Re: Why is database integrity so impopular ?
Date: Thu, 9 Oct 2008 07:48:22 -0700 (PDT)
On Oct 9, 8:14 am, "Walter Mitty" <wami..._at_verizon.net> wrote:
> "Roy Hann" <specia..._at_processed.almost.meat> wrote in message
> > This is not speculation. It happened repeatedly until we were starved
> > into submission. The only very slight satisfaction I have is that one
> > of our present customers once rejected one of our early proposals, for
> > exactly the reasons I listed, and the IT director was kind enough to
> > tell me recently that if he had to do that project over again he'd do
> > it the way we had offered to do it.
> I can echo that. Right down to the IT director who later said that my
> approach was the right one, much later.
> That suggests a new discussion about the "sadder but wiser client". There
> must be a lot of stories out there about that.
Well, that point bring the question of IT Directors competences.
I start from the assertion that when a company is ready to buy a big software solution (like an ERP system), IT Managers are part of the decision. It is then their reponsability to make database integrity a requirement, to explain to the financial managers the purpose of such a requirement and to be able to argue with vendors or integrators that will try to minimize the importance of integrity.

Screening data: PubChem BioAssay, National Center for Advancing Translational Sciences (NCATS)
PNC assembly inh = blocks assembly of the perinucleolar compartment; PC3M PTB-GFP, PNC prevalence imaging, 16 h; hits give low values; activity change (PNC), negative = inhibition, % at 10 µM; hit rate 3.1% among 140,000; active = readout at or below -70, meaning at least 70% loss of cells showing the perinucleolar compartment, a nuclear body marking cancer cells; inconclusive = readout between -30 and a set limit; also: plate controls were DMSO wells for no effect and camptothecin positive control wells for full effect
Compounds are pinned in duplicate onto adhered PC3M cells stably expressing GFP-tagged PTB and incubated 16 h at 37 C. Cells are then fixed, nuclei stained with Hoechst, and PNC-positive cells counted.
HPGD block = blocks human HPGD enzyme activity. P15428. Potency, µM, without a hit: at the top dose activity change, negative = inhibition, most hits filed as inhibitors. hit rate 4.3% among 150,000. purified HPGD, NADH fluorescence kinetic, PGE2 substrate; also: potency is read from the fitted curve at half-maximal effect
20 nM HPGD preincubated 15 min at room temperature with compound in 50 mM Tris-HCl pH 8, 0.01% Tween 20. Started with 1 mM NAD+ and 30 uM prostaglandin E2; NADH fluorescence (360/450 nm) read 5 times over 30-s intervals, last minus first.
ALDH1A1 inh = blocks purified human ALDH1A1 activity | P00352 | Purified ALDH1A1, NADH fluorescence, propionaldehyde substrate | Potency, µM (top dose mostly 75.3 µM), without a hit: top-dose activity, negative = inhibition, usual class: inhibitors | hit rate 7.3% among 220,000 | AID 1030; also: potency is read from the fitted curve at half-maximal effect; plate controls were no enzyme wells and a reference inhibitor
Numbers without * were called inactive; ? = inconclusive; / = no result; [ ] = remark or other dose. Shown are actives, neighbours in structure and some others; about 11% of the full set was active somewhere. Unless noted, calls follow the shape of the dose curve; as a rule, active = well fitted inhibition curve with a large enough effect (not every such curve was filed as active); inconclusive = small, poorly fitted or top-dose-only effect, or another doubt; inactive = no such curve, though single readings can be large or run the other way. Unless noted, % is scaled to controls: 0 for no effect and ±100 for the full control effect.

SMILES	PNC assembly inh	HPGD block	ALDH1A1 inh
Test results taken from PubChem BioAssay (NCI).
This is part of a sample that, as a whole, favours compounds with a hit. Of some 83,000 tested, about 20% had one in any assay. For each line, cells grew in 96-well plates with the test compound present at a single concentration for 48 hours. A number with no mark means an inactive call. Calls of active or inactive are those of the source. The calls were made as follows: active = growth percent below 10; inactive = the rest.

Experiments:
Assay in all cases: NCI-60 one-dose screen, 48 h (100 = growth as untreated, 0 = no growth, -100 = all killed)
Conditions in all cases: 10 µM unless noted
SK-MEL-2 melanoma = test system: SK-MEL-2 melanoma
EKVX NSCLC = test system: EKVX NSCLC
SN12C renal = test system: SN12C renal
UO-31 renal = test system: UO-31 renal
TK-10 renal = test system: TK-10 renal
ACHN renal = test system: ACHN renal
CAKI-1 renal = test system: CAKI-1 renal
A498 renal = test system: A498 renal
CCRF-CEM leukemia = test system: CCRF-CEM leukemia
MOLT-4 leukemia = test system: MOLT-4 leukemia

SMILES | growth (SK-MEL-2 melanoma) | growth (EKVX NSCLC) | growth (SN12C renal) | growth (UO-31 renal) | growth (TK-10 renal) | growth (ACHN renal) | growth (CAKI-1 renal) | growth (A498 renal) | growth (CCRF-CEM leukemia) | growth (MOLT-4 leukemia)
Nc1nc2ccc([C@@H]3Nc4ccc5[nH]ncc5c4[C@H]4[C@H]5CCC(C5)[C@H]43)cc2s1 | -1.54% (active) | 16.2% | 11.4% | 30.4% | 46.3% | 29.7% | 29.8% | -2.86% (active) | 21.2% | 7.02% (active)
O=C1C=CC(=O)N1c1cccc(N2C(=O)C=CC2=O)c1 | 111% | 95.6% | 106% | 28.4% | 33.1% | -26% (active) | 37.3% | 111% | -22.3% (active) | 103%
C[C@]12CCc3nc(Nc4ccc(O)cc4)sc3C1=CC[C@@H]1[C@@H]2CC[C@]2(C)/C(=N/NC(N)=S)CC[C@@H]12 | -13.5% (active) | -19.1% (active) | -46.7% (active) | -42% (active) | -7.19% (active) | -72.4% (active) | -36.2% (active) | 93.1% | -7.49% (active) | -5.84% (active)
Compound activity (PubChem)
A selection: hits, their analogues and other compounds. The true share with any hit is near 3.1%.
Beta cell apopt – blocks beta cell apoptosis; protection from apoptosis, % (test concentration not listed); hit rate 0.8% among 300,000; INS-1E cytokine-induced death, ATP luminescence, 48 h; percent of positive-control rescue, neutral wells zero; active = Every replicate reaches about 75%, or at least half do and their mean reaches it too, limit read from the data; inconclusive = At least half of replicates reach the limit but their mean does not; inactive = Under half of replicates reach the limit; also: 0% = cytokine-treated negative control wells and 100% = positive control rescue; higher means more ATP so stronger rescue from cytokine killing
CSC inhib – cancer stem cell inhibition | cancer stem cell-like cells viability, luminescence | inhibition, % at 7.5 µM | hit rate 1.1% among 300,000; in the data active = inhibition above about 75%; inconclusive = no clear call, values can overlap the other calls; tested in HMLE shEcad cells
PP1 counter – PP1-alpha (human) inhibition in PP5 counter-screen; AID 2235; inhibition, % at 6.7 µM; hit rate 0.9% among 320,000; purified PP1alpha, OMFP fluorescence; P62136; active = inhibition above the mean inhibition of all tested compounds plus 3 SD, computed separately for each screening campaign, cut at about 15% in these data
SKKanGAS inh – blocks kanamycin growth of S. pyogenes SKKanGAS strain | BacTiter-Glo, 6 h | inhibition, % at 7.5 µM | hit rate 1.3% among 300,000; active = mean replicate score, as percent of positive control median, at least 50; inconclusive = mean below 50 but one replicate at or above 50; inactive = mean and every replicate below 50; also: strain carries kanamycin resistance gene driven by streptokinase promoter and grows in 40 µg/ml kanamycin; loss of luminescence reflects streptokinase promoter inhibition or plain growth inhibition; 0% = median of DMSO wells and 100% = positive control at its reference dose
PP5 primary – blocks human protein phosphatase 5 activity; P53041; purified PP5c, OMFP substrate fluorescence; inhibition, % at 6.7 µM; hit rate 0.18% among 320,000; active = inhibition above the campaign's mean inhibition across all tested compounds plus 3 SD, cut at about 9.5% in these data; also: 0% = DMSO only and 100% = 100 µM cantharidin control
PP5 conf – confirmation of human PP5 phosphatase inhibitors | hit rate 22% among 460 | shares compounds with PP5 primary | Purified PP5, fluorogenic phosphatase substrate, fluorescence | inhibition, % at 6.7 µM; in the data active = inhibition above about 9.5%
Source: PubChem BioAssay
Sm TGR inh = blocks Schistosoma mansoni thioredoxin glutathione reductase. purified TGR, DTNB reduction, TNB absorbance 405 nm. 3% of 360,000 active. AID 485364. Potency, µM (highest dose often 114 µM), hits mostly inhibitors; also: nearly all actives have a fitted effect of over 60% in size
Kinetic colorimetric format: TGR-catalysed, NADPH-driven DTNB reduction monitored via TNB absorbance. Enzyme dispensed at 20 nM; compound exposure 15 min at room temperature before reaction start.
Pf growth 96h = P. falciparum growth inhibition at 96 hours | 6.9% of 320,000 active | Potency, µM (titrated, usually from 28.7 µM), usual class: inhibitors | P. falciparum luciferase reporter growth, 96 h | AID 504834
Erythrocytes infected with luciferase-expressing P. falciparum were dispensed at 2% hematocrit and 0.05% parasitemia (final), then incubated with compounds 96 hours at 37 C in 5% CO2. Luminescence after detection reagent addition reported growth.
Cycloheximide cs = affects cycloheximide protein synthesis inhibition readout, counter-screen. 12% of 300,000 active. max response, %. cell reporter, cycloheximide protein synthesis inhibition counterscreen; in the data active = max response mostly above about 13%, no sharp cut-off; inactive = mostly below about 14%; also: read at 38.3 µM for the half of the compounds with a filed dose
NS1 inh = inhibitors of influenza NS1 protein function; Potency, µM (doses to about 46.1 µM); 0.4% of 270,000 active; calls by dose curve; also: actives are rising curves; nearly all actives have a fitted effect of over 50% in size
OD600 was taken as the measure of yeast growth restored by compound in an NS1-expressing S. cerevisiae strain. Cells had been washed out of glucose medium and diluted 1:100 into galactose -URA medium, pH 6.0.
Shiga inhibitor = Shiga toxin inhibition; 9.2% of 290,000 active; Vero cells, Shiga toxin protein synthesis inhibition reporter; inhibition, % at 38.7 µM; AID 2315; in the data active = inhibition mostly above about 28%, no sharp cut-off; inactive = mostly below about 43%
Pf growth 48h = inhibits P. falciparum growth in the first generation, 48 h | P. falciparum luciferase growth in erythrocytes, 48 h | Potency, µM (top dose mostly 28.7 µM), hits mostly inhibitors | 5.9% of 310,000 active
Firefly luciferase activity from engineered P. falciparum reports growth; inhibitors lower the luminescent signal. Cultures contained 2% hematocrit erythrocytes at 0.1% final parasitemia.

The case here is classic : 5 years ago (I was not working here) the company decided to buy an ERP solution. At that time, the IT director had a financial profile with non-technical computers knowledge. IT team was basically made of clerks playing with Excel pivot reports.
The decision to choose the ERP was therefore exclusively based on the trust they had with some outside consultants. Consultants, most of the time, specialize in one system and stick to it even if it has major problems, like lack or absence of database integrity.
Conclusion : it's always a question of competence at the IT departement level. If IT managers were all the time chose among technical personel, systems would improve because IT managers would force vendors to have a technological thinking.
But most of the time, IT managers are former business managers (or people holing "information systems management" diploma) thinking their working knowledge of computers gives them aptitudes to take IT missioncritical decisions. Received on Thu Oct 09 2008 - 16:48:22 CEST